The avuncular policeman is standing with his crime prevention team at his information stand at Potsdamer Platz, one of the four train stations close to the Fanmeile. It's about two hours before the start of Germany's match against Poland, and there's no getting around the fact that the police has chosen a slightly dead corner for their information stand. They have their "beware of pickpockets" posters pinned up, and their "tips for witnesses and helpers" flyers nicely fanned out, but none of the few boisterous football fans milling around seem remotely interested.
It's time, Ostländer decides, for a demonstration. Three of the officers in civilian clothing - two women and a man - act out a theft down on the platform. They use the standard "blocking" method, Ostländer explains. Pickpockets almost always act in teams - one stands uncomfortably close to the victim (often someone elderly or disabled and so less likely to fight back or give chase), shoving them, while the other comes from the opposite direction and snatches the bag.
As he speaks, the female officer clings onto her bag, wrestling with the male officer trying to snatch it off her, and screams for help and ... no one on the platform does anything to help. A young man wearing headphones attached to his cell-phone seems not even to notice that it is happening.
After about ten seconds of struggle, a uniformed officer breaks the scene with a microphone and a small amp and begins to explain to the passers-by what to do in such a situation. Call on others directly to help, get the victim out of the center of the group, get a good look at the perpetrator, and offer yourself as a witness.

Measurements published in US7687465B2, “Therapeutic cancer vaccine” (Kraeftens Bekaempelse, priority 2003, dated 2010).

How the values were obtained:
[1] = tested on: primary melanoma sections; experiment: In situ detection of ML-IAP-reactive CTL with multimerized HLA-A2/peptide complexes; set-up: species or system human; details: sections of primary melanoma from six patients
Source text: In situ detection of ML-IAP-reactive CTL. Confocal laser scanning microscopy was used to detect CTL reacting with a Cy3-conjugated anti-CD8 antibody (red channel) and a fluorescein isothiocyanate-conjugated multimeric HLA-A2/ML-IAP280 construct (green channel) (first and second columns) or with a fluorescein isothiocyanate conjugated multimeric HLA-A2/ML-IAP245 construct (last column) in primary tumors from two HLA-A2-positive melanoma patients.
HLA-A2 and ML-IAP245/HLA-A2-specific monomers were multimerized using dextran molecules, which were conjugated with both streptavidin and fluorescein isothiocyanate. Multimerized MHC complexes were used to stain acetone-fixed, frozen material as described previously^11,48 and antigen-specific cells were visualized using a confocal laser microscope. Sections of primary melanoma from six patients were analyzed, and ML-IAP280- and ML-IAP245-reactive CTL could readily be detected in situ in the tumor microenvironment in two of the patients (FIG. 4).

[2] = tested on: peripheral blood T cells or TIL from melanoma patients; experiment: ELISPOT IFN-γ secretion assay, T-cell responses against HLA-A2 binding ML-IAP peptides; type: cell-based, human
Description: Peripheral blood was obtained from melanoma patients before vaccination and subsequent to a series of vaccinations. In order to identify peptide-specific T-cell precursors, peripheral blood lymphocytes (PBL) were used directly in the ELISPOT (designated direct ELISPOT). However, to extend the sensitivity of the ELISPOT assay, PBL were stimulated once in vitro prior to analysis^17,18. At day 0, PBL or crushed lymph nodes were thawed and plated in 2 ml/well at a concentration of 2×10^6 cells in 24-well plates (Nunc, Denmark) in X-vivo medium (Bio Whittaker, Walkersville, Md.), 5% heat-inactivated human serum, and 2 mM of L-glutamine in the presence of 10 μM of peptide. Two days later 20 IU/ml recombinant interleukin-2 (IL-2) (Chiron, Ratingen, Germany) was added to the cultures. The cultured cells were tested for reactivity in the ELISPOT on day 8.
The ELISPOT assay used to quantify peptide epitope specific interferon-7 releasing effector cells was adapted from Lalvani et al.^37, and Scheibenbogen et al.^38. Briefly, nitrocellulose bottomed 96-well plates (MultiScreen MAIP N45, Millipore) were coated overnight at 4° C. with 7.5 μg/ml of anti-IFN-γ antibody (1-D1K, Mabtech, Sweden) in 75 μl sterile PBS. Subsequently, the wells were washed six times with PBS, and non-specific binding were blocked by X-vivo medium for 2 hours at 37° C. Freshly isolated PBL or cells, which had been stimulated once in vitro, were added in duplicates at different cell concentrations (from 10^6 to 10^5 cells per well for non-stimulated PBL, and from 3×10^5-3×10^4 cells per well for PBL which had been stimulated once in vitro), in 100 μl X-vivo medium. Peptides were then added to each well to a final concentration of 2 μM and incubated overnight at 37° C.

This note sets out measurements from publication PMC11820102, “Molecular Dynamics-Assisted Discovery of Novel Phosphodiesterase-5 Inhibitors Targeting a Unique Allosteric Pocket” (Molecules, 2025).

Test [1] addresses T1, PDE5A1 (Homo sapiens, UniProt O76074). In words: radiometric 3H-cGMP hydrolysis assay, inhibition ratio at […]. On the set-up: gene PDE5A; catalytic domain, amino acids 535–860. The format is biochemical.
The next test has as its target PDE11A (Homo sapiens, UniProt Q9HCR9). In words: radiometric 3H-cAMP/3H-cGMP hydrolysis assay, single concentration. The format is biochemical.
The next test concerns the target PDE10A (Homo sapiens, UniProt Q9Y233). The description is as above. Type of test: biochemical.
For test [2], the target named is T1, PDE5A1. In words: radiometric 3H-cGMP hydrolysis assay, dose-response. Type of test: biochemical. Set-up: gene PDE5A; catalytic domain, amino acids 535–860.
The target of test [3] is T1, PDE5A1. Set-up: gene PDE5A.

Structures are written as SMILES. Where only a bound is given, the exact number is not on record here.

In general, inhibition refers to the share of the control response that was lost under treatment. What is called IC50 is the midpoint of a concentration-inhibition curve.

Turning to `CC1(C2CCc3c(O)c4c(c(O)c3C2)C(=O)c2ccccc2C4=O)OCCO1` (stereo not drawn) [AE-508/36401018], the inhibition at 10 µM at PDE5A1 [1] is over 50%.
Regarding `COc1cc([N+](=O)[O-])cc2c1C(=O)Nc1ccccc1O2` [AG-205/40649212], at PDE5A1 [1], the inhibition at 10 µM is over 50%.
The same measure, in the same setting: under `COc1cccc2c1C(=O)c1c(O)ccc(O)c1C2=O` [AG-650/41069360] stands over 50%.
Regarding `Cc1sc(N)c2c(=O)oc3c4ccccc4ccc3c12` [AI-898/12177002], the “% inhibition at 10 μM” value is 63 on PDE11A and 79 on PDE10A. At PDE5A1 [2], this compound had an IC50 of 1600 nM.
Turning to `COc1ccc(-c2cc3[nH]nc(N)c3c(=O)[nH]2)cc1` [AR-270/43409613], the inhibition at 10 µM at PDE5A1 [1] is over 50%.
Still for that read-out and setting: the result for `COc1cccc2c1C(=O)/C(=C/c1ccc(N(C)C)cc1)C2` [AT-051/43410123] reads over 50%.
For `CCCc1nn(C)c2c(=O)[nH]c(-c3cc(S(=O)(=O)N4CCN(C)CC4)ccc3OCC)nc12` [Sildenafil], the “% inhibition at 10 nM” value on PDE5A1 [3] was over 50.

"Look, there were young men all around," Ostländer points out, with a sigh. "They could have done something. They could have got together. Hardly anyone ever intervenes."
At the Hauptbahnhof, Berlin's vast, sprawling central railway station, police officers are using more traditional methods - patrolling along the platform, checking for suspicious people. For football matches, explains officer Denise Ullrich, the troublemakers are never the fans dressed head to foot in team colors: the ones to look out for are those in dark clothes with a hood to pull over their heads and a headscarf around their necks ready to cover their faces.
"It always depends on what game it is and what kind of fans we're expecting at the game," says Captain Carsten Liesenfeld, striding along the platform with his partner. "Our job is to recognize the problem fans within the travelling fans, and then to accompany them to the stadium where they can be passed on into the jurisdiction of other police forces."
None of this really bothers the Germany and Poland fans at the station, most of whom are drinking beer and making their way over to the Fanmeile.
One of them is Florian, who was earnest about his faith in the security forces. "The police are here, showing their presence," he said. "There are enough security forces here. That's why I don't need to be afraid in my own country. The recent attacks have shown that we need to be more careful in mass events and that there need to be more checks. But I'm not afraid, because I know that security is very high and the checks are very good."